It depends on the complexity of the function. If your function does something simple and is very long then you might want to consider redesigning it into several functions. A good rule of thumb is to modularize functions in such a way as to have each function perform one operation, like an assembly line. Each person on an assembly line performs one operation and does it well, but when put together, all of the people make something big.

    The style of your code doesn't matter as long as someone can pick it up and read it without having to ask you what something does or where you have so and so. Compact is good to a point, but some people take it to the extreme, my functions tend to be rather short but they are still easy to follow for anyone with a grasp of the basic syntax of the language.

    -Prelude
    My best code is written with the delete key.

  14. #14
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    I use 2. I think it makes it easier to match up things.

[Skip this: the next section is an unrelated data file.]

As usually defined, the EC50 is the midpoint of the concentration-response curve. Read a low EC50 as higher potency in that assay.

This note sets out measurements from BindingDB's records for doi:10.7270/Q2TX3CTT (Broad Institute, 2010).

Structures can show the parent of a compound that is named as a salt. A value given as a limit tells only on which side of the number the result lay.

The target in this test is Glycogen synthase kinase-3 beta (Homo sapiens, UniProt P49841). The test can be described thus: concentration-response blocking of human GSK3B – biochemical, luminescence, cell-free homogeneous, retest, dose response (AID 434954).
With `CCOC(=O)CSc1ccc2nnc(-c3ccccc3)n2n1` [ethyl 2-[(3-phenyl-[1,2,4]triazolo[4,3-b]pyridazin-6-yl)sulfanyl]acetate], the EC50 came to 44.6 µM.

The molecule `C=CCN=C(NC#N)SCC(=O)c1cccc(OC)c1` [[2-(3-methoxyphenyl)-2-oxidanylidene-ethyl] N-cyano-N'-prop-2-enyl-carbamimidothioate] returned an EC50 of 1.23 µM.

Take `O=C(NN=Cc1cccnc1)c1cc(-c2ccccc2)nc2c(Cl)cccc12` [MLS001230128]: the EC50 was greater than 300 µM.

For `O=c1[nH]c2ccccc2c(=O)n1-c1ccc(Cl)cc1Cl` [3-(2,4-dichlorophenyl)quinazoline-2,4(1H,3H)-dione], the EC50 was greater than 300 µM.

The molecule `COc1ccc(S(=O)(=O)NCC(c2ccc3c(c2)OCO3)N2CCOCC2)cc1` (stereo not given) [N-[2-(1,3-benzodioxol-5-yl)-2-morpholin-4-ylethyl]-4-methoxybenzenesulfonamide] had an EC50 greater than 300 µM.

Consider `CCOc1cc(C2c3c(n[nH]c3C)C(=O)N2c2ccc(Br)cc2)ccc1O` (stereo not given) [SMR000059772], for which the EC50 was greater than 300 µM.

15. #15
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    You can recognise some programmers by their programming style.

    My style:
    Allman style braces.
    Never use // where possible /* */ looks better
    int main(void) always, except when argc/argv are needed or WinMain and whatnot.
    one space indentation
    I use pointers a lot in functions and avoid global variables, and structures I use only for binary files and the time (they use too much memory )
    I usually have full variable names: "string" rather than "str".
    I don't code in C++, it's unnecessary!